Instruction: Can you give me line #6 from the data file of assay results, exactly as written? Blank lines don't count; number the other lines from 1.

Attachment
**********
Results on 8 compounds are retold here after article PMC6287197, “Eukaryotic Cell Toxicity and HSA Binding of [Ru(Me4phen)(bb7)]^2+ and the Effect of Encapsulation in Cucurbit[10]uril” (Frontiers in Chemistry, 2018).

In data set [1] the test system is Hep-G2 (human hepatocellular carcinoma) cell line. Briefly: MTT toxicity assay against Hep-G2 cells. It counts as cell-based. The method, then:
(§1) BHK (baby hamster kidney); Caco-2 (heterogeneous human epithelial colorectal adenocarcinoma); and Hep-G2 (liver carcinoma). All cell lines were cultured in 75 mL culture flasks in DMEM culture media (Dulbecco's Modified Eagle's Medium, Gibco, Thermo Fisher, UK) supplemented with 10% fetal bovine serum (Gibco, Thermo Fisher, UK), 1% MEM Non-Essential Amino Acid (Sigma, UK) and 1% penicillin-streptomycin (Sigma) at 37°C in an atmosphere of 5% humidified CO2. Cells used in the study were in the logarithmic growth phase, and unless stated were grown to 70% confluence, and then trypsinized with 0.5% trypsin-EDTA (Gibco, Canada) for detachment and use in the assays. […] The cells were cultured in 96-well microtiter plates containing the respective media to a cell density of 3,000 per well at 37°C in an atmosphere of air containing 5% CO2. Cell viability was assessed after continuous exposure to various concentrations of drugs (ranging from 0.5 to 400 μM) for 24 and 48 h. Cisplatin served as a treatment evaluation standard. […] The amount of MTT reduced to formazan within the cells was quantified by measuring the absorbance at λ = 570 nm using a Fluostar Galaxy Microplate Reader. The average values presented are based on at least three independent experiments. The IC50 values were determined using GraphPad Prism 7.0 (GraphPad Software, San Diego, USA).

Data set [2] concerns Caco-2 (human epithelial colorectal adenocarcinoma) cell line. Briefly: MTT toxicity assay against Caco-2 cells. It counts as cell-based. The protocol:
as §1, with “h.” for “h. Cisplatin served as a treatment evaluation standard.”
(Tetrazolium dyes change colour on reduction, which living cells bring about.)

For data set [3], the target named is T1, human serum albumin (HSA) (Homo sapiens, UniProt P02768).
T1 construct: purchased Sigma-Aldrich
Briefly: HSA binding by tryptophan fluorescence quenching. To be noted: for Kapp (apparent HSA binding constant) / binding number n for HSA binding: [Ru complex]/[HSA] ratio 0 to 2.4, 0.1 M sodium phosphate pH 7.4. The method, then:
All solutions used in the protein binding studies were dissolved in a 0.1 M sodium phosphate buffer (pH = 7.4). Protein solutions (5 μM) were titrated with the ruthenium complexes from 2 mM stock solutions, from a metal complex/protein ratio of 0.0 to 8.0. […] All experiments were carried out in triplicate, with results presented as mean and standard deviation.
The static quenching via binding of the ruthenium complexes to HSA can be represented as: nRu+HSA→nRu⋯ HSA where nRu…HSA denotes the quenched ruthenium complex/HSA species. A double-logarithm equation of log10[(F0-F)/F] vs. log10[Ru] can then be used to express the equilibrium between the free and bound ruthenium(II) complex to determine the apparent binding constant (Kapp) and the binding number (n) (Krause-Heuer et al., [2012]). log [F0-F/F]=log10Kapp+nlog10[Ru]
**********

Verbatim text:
(Tetrazolium dyes change colour on reduction, which living cells bring about.)